The McCain-Palin Ticket Renews the Culture Wars

Deal W. Hudson
September 5, 2008

With the nomination of Gov. Sarah Palin as the Republican vice-presidential candidate, a fatal blow was delivered to the great myth of this campaign: that religious voters, as we have been told repeatedly, have embraced a broader issue agenda, having left behind their fixation on abortion and marriage.

On the contrary: The thousands of Republicans who raised the roof of the Xcel C0nvention Center were not cheering about Palin’s concern for climate change or the minimum wage. They cheered her for being a traditional woman, a mother, and a pro-life Christian.

The venom suddenly released in the media and the blogosphere was predictable. The spin about a broader issue agenda was forgotten, and the culture wars that were supposedly a thing of the past suddenly reignited.

In my recent book Onward Christian Soldiers: The Growing Political Power of Catholics and Evangelicals in the United States, I argue that the influence of religious conservatives in politics was far from over. The issues that fueled the rise of the Religious Right in the late 1970s are still bringing new legions of Christian voters into the political process. The ongoing alliance of religious conservatives with the Republican Party remains secure.

None of the critics of Governor Palin took her to task over global warming. These same pundits who spoke of the so-called “greening” of the religious conservative agenda couldn’t restrain their anger at the prospect of a traditional Christian woman being the first of her sex to work in the White House.

In this respect, the nomination of Sarah Palin actually brings a different aspect of the culture wars into the presidential campaign: It represents the rejection of the feminist movement and all the promises made in its name. If Palin becomes vice president, it won’t be a feminist who breaks the ultimate “glass ceiling” of American public life; this historic moment will be claimed by a PTA mom with five children who do not fear the intrusion of a Down Syndrome child on her time, energy, or career.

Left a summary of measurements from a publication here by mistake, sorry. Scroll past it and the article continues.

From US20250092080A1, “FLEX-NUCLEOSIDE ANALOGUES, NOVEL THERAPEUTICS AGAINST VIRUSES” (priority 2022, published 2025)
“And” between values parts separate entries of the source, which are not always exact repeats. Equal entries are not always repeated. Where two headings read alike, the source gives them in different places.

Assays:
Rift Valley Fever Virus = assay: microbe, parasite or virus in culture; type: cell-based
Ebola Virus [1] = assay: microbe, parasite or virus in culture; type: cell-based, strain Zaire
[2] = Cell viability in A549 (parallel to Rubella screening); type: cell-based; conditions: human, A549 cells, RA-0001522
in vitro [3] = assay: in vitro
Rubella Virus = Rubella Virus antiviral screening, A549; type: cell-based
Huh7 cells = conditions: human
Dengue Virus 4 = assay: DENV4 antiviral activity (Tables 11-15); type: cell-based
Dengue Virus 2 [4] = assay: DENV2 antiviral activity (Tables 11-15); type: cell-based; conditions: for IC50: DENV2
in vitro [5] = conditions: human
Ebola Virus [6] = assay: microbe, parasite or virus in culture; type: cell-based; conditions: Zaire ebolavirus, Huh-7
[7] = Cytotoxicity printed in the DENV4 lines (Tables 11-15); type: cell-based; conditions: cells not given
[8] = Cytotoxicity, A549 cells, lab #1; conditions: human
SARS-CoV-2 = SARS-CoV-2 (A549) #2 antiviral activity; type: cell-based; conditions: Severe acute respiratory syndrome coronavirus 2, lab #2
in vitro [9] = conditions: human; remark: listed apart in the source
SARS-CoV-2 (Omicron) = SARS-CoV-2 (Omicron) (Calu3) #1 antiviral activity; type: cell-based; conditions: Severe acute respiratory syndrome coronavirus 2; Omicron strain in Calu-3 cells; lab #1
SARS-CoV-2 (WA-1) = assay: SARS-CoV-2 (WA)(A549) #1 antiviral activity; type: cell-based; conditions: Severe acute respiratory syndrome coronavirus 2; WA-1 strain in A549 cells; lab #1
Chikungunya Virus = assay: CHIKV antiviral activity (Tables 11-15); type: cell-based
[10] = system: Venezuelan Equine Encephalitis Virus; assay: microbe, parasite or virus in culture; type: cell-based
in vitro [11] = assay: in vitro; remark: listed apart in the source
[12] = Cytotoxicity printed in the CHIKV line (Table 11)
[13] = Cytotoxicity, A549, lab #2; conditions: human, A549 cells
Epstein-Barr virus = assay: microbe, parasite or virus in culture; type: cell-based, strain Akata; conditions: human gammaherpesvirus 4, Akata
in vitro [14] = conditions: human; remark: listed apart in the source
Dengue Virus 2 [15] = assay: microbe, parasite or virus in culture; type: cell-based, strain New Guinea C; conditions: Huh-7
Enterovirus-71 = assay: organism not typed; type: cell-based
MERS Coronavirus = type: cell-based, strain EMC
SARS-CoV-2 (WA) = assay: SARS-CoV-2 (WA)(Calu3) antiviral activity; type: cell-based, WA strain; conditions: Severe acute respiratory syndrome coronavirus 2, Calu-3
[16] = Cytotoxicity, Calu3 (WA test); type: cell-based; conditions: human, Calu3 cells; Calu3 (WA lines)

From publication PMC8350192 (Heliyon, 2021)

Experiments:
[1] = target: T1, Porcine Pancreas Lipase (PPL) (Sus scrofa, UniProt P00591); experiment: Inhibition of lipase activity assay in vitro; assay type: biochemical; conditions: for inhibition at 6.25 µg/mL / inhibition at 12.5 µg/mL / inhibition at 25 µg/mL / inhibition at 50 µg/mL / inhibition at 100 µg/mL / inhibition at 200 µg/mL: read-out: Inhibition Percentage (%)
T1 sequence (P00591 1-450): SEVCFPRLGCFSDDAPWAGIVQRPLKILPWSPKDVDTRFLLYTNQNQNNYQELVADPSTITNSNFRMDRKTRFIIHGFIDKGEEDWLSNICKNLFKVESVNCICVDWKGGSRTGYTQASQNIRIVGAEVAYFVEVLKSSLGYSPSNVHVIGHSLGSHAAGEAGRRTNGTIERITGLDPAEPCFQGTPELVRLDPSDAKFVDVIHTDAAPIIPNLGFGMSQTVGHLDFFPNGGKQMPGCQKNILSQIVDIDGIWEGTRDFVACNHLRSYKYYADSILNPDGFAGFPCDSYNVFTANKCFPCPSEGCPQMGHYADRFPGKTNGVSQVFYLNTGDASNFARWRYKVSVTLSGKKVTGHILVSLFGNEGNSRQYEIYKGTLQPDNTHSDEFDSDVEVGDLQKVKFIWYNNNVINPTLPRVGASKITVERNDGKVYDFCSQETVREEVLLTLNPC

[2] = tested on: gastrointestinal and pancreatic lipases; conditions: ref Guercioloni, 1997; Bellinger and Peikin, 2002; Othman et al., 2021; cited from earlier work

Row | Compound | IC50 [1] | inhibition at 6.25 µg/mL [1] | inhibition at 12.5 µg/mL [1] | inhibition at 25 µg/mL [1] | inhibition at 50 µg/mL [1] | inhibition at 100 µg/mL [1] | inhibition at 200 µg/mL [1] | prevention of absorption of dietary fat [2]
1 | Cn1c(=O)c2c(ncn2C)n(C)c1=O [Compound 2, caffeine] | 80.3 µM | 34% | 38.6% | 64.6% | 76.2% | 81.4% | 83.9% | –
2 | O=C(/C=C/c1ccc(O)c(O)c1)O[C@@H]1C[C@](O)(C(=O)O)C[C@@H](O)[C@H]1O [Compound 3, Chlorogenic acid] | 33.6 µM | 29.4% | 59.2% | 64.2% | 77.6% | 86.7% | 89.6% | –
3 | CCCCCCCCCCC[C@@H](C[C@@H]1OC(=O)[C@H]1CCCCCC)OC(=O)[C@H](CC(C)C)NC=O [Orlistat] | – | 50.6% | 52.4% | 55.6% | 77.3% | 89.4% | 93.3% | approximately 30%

The Palin factor, in this way, introduces something entirely new in American politics. Until now, a traditional woman was never envisioned as the leader of a major political party, because feminism was assumed to be a requirement for women leaders in cultural and political life.

The viciousness of the media attack surrounding Palin’s nomination was fueled by its implicit repudiation of the feminine mystique. Whether they are aware of it or not, I believe the thousands of Republicans who cheered Governor Palin were expressing their relief at a woman political leader created outside the mold of Hillary Clinton or Nancy Pelosi.

Thus, the choice of Palin by McCain has a consistency that goes beyond politics into the debate over so-called gender roles. Like the stark contrast that exists between Sarah Palin and the women leaders in the Democratic Party, John McCain and Barack Obama are different breeds of men. McCain is a man who never took any sensitivity training, while Obama’s persona and rhetoric are perfectly attuned to the male ideal as established by the feminist movement.

Where Obama is eloquent and emotionally affecting, McCain is brusque and matter-of-fact. Where Obama seeks to satisfy the canons of political correctness (“That’s above my pay-grade”), McCain speaks bluntly (“I believe life begins at conception”).

Much of the election turmoil over the next two months will be generated, I believe, by the subliminal challenge presented by McCain’s choice of running mate to Obama’s embodiment of the feminist ideal.

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